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Rocco Pendola

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  • Tesla: The Looming Short Squeeze [View article]
    "I try to focus here only on a pure market phenomenon that has relevance in the short term."

    Well-stated. Could not agree more, particularly in the case of Tesla.

    Great article. Lots to consider. Keep it up!
    Sep 1, 2011. 08:14 PM | 2 Likes Like |Link to Comment
  • Tesla's EV Impact: Location, Location, Location [View article]
    Hey, thanks for the comment. Much appreciated.

    The bears do make the company sound like one without much of a vision, but with a passivity that merely will die in the face of insurmountable forces they have either ignored or chosen not to acknowledge. I think that's where the exaggeration lays.

    But, again, thanks for the insight into rhetoric.
    Jul 3, 2011. 02:46 PM | Likes Like |Link to Comment
  • Tesla's EV Impact: Location, Location, Location [View article]
    I do, bazooooka, but, let's face it, you were telling incomplete stories in previous posts, which made me feel like I needed to work harder than I already do. That irks me. :-)

    I am not suspect on the 20K. I am just relaying the company's plans. It would be crazy to think and of them to decide to produce 20K out of the gate. They're scaling in and to more profitability the right way despite the calls that they're somehow an irresponsible lot.

    There's more than the cars. They have the development services, which I suspect they intend to grow. And I think they're doing their own leasing thing. I have not looked into it enough to see if it will generate any revenue. I suspect it might not be significant.
    Jun 20, 2011. 11:06 PM | Likes Like |Link to Comment
  • Tesla's EV Impact: Location, Location, Location [View article]
    I am done talking to you about this. You ignore the answers to your questions.

    Last time.

    What are the prices of the different battery pack options?

    "Three battery options are offered: 160-, 230-, or 300-mile range. Model S comes standard with the 160-mile range battery at the quoted $49,900 base price (after the $7,500 Federal Tax Credit). The 230-mile and 300-mile range batteries are optional upgrades. The 230-mile range option is priced at about $10,000 more than the base and the 300-mile option at about $20,000 more than the base."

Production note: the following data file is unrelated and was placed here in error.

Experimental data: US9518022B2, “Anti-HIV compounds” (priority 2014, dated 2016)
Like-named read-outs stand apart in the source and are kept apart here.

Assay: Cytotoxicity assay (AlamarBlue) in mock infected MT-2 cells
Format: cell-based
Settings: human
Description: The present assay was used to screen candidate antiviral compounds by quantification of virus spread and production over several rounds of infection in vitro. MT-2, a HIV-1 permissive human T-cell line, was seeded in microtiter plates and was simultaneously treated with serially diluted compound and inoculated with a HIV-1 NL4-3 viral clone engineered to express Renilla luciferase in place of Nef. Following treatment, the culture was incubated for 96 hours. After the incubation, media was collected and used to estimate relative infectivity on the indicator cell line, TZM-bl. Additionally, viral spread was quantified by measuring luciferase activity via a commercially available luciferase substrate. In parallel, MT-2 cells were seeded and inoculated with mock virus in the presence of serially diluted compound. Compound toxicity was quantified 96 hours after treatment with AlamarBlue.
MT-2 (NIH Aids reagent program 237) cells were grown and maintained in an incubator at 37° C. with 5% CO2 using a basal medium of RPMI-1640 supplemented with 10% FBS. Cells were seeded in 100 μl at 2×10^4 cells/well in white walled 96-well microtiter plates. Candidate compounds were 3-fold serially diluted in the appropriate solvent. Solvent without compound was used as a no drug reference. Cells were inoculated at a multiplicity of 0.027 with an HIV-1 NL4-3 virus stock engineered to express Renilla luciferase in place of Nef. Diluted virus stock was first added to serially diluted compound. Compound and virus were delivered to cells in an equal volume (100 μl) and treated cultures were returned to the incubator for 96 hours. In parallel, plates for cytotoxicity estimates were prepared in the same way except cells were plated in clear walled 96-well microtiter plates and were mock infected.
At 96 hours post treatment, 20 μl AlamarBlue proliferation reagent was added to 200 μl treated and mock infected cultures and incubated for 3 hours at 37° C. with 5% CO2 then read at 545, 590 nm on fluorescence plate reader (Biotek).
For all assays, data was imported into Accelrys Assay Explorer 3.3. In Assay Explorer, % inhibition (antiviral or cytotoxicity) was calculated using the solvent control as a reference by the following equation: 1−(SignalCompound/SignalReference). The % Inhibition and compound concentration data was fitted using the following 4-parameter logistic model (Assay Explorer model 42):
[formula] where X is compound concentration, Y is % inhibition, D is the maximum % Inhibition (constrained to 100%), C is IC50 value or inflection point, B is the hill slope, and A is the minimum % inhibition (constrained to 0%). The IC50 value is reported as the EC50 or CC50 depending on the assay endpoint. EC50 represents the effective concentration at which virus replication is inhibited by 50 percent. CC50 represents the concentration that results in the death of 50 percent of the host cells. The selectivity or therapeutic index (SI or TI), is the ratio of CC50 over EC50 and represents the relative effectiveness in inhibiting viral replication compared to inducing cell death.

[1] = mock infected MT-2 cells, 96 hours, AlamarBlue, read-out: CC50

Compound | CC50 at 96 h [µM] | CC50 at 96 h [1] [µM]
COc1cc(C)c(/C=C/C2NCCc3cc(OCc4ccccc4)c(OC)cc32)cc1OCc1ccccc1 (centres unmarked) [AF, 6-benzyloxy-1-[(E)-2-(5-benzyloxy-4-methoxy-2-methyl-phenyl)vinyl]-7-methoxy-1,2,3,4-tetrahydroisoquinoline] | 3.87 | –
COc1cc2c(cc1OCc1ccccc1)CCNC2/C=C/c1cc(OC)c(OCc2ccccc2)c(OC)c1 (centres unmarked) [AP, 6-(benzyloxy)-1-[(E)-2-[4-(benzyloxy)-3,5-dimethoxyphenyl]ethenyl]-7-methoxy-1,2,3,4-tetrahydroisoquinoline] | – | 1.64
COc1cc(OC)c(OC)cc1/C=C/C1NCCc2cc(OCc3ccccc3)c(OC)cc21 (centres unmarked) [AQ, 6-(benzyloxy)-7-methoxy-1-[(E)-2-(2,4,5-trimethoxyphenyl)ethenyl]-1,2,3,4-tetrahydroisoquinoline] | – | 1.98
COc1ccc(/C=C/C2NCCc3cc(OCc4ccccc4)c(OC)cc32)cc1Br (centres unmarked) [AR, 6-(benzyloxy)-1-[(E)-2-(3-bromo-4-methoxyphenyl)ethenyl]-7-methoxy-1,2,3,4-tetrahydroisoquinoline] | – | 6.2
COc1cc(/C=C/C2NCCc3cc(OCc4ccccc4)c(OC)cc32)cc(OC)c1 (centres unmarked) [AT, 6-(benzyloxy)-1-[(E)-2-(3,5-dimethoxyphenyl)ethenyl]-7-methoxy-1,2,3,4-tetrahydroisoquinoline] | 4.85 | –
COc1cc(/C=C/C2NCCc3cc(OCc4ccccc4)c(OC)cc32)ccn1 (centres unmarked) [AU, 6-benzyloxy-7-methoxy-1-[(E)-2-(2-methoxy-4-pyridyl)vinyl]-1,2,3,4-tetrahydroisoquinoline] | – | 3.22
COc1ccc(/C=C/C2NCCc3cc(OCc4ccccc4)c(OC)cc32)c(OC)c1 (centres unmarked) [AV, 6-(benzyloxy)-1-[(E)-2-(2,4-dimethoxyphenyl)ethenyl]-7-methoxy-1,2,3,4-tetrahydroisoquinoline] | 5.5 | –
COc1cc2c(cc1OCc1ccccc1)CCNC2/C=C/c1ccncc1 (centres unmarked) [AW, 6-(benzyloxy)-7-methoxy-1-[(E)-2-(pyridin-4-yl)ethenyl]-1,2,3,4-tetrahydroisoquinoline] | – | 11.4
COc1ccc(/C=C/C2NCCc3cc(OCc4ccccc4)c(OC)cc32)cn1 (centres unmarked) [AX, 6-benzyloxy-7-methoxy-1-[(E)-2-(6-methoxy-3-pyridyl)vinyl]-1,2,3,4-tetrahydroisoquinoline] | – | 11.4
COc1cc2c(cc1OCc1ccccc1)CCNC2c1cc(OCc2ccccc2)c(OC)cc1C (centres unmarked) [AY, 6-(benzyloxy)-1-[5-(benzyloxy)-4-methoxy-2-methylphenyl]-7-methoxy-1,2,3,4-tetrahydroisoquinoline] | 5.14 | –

How many Model S units will Tesla produce each year?

    "Tesla plans to produce 20,000 Model S units annually. In 2012, Tesla expects to produce around 5,000 to 7,000 vehicles as the Tesla Factory reaches its planned production capacity."

    It starts at $57,400. 5,000 at THAT price - the lowest price -- is about $287M in sales.

    At 7,000 cars, that's $402M.

    If they did half of the 20,000 they can produce -- that's $574M.

    And that, again, is on the low-end model.

    They have over 4,600 reservations for the Model S...

    On the last call, they said they can increase production if demand warrants...

    Look at this SEC filing and see that development services revenue went from $227,000 in the March quarter 2010 to $15.4 million in the March quarter 2011. If you do not know what development services, they speak quite thoroughly about them in the 10-Q and annual report.

    How many years will the battery last?

    "Based on testing, Tesla expects the battery to retain approximately 70% of its initial capacity after seven years or 100,000 miles."